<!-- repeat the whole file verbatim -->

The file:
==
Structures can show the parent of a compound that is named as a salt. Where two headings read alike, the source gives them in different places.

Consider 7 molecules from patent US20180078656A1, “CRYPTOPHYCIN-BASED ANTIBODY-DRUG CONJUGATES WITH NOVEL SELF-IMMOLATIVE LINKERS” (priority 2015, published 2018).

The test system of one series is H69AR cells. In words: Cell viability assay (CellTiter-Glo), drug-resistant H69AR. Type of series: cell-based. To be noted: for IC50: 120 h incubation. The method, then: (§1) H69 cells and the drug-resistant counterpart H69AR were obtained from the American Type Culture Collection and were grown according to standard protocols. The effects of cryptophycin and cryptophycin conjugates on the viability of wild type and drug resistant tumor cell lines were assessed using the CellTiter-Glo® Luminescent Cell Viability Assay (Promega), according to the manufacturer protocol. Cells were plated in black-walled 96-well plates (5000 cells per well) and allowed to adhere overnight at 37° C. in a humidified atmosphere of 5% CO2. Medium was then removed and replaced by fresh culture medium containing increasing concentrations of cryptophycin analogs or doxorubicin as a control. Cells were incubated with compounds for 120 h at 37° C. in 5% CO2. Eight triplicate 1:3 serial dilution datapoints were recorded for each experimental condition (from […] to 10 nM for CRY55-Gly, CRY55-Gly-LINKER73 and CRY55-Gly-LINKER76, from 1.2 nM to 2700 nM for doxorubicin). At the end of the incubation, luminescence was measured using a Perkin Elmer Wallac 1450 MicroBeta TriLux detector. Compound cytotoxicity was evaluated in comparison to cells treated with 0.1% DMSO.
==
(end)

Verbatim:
Structures can show the parent of a compound that is named as a salt. Where two headings read alike, the source gives them in different places.

Consider 7 molecules from patent US20180078656A1, “CRYPTOPHYCIN-BASED ANTIBODY-DRUG CONJUGATES WITH NOVEL SELF-IMMOLATIVE LINKERS” (priority 2015, published 2018).

The test system of one series is H69AR cells. In words: Cell viability assay (CellTiter-Glo), drug-resistant H69AR. Type of series: cell-based. To be noted: for IC50: 120 h incubation. The method, then: (§1) H69 cells and the drug-resistant counterpart H69AR were obtained from the American Type Culture Collection and were grown according to standard protocols. The effects of cryptophycin and cryptophycin conjugates on the viability of wild type and drug resistant tumor cell lines were assessed using the CellTiter-Glo® Luminescent Cell Viability Assay (Promega), according to the manufacturer protocol. Cells were plated in black-walled 96-well plates (5000 cells per well) and allowed to adhere overnight at 37° C. in a humidified atmosphere of 5% CO2. Medium was then removed and replaced by fresh culture medium containing increasing concentrations of cryptophycin analogs or doxorubicin as a control. Cells were incubated with compounds for 120 h at 37° C. in 5% CO2. Eight triplicate 1:3 serial dilution datapoints were recorded for each experimental condition (from […] to 10 nM for CRY55-Gly, CRY55-Gly-LINKER73 and CRY55-Gly-LINKER76, from 1.2 nM to 2700 nM for doxorubicin). At the end of the incubation, luminescence was measured using a Perkin Elmer Wallac 1450 MicroBeta TriLux detector. Compound cytotoxicity was evaluated in comparison to cells treated with 0.1% DMSO.